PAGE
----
Tokyobling's Blog

Sakamoto Station – Miyagi

Posted in Places by tokyobling on April 15, 2011

Certainly it wasn’t a very famous station, but the area surrounding it used to be quite beautiful. When I drove past it a couple of weeks ago, I had to check and double check with my GPS to make sure I had found it. Sakamoto station on the Joban line is just 5km north of the border between Miyagi and Fukushima. It used to be that you could ride all the way up here from Nishinippori station in Tokyo, now, most of the tracks along the coast, as well as several stations have been destroyed by the tsunami. Only one of the two platforms remain, as well as the stairs connecting them with the station house and the concrete restrooms, remains. The station house itself, the trains, all gone. The station itself is in Yamamoto Town, inside Watari County, Miyagi Predecture.

Google map coordinates are as follows (copy and paste into a search box on your browser and click maps): 37.9284500000,140.9126400000

An ambulance crew dispatched from Nagoya are preparing to transport bodies (most likely to the makeshift morgue in Sendai). Nagoya is quite far away, ambulance, police and firefighters from all over Japan have taken turns clearing out area after area along the coast).

Stairs, platform and in the background the tent set up to receive bodies. They had just finished when I arrived.

A childs dress shoe lies washed up near the platform.

14 Responses

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  1. amblerangel said, on April 15, 2011 at 9:49 pm

    I don’t know how you can do this.


    • tokyobling said, on April 19, 2011 at 6:41 am

      Neither do I any more. I thought I would be ok but it is pretty rough. I guess we don’t know just how week we are until it really matters.


  2. Angela said, on April 15, 2011 at 11:12 pm

    Me neither amblerangel, it is totally heartbreaking, but so important that you share these photographs with the world.


    • tokyobling said, on April 19, 2011 at 6:42 am

      Thank you for the support and warm words Angela!


  3. lina said, on April 16, 2011 at 1:38 am

    Such devastation.

    But thanks for sharing. We need to know the affects and the suffering the residents there face.


    • tokyobling said, on April 19, 2011 at 6:43 am

      Thank you for the kind comment and welcome to Tokyobling! Please see the posts before March 11th for a happier Japan!


  4. fritz said, on April 16, 2011 at 10:21 am

    woah… nothing left standing but the stairs…. I believe I passed through the station while going up north..

    I wanted to ask you, can I use some of your pictures for a post in my blog around the tsunami? It’ll illustrate an interview of people working there.


    • tokyobling said, on April 19, 2011 at 6:45 am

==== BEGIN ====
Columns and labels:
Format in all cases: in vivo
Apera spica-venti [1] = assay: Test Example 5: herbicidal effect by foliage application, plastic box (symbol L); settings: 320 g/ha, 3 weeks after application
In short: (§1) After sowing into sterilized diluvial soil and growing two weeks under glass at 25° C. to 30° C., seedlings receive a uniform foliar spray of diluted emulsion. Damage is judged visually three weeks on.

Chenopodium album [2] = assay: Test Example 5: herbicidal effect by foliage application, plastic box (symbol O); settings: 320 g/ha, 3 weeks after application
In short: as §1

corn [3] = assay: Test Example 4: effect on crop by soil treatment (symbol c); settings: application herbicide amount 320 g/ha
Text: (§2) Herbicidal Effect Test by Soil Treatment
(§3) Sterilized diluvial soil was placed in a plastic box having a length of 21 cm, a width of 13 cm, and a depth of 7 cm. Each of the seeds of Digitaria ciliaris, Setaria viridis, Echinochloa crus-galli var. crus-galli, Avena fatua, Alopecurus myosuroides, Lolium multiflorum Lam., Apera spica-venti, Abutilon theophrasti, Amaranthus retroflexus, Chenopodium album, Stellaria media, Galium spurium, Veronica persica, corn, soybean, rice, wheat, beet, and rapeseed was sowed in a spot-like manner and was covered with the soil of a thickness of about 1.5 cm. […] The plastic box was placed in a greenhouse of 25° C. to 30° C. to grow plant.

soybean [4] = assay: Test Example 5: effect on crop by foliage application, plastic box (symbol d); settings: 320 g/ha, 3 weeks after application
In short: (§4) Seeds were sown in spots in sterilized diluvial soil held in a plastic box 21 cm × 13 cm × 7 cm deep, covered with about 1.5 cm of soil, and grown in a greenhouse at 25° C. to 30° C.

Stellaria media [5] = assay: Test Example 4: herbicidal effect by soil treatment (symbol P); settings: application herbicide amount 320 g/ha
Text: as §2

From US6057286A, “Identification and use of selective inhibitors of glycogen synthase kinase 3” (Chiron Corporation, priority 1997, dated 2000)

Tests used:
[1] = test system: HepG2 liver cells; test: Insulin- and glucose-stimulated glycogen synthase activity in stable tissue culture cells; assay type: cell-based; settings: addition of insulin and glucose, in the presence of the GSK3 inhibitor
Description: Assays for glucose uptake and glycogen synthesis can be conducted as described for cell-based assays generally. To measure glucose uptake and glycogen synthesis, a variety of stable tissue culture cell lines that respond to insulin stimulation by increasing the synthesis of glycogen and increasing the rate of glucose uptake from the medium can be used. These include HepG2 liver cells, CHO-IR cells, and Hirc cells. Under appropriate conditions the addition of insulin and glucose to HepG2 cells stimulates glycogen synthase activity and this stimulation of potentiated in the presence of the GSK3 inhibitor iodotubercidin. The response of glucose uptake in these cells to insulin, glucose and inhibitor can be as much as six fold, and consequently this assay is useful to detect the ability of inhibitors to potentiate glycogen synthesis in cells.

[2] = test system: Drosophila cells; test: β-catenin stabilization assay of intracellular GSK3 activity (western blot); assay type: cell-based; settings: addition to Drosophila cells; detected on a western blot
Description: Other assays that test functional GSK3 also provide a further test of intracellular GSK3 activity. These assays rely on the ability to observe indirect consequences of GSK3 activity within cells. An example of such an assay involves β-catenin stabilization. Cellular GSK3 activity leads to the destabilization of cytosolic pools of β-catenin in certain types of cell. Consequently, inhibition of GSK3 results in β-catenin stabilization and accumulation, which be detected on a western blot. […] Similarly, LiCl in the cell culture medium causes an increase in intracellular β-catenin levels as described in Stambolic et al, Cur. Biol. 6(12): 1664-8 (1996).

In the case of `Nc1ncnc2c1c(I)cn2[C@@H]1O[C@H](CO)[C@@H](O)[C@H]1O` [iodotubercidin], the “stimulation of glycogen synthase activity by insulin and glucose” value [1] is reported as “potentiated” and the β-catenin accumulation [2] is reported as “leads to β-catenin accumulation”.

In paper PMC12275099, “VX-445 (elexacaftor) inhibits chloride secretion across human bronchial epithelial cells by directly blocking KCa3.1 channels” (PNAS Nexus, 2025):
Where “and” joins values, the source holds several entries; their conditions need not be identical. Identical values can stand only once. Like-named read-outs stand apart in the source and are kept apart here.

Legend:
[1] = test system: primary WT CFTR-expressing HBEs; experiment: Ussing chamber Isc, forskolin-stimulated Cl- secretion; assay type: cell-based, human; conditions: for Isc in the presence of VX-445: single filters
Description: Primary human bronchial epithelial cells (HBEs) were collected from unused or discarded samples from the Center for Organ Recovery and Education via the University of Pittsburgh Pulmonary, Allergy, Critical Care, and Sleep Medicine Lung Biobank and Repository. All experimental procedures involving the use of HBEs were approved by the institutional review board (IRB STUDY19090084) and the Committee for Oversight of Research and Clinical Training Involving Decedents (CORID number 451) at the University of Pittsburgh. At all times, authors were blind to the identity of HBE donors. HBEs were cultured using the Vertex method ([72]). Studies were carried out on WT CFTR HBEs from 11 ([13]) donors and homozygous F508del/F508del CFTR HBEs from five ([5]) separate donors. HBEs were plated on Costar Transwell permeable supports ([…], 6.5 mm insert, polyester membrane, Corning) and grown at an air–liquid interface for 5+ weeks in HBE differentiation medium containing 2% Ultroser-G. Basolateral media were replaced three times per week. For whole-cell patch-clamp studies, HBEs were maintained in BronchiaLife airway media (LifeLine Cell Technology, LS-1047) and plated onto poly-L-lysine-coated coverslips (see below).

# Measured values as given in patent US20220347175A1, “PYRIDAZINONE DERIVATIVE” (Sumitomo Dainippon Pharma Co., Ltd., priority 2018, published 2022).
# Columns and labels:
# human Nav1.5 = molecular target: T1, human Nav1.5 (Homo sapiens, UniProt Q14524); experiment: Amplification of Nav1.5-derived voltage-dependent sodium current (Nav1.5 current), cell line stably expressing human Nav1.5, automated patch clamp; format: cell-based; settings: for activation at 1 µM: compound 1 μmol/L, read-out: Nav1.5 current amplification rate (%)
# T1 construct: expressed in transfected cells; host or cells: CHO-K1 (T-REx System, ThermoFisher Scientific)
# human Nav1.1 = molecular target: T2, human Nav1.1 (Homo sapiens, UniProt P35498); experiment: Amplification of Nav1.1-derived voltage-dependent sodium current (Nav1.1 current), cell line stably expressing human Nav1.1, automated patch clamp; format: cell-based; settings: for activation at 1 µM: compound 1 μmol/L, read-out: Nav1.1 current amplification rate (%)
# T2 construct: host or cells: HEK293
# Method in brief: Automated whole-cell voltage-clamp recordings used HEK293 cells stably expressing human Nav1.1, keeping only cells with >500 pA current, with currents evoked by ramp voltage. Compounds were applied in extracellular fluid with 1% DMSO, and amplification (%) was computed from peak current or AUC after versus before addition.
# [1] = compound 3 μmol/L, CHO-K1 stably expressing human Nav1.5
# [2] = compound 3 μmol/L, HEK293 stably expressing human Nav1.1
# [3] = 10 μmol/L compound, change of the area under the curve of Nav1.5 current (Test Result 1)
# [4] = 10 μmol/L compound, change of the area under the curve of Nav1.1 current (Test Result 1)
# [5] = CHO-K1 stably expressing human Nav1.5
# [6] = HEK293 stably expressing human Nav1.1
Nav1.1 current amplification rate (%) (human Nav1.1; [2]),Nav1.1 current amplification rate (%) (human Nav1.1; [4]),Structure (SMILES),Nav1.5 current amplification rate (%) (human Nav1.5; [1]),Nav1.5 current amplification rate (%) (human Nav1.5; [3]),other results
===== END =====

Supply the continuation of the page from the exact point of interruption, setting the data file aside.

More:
Thank you Fritz. I read your blog, it’s well written as usual. Nice find with that interpreter!


  5. Timi said, on April 16, 2011 at 2:49 pm

    The little shoe is the most sad one. Still, the sky is so bright and blue above everything.


    • tokyobling said, on April 19, 2011 at 6:46 am

      I know, the photos are strange, the scenes and the beautiful sky just doesn’t match up… I felt it as I was travelling through the area as well…


  6. sixmats said, on April 27, 2011 at 10:58 am

    Couldn’t you ride the Joban from Ueno, or is my memory failing me?


    • tokyobling said, on May 6, 2011 at 4:24 am

      Hi Sixmats! Yes, your memory is perfect. The joban line starts at Nippori and goes all the way up to Miyagi prefecture, along the coast.


  7. bel said, on September 19, 2011 at 7:05 am

    My grade 6 class was studing Earthquakes when I came across your photos.Wow I used to catch a train from this station everyday when I lived in Japan from 2000-2004. I was hoping to return oneday to show my daughter where she was born.
    6 month on and my thoughts are with you all.
    Bel from Australia.


    • tokyobling said, on September 20, 2011 at 2:30 am

      Thank you for the kind comment bel! This whole area used to be so lovely before the tsunami. The earthquake itself barely damaged the station but the tsunami flattened the whole area. It stil looks like this for miles and miles. I have some photos of areas that were untouched by the tsunami but shows some slight damage from the earthquake, some of the most resilient buildings where the traditional post and beam, timber frames Japanese houses and temples. Come back soon and bring some smiles from Australia, most of the people of Sakamoto are housed in a refugee center on higher ground just to the south-west of the town, I have some friends there too.


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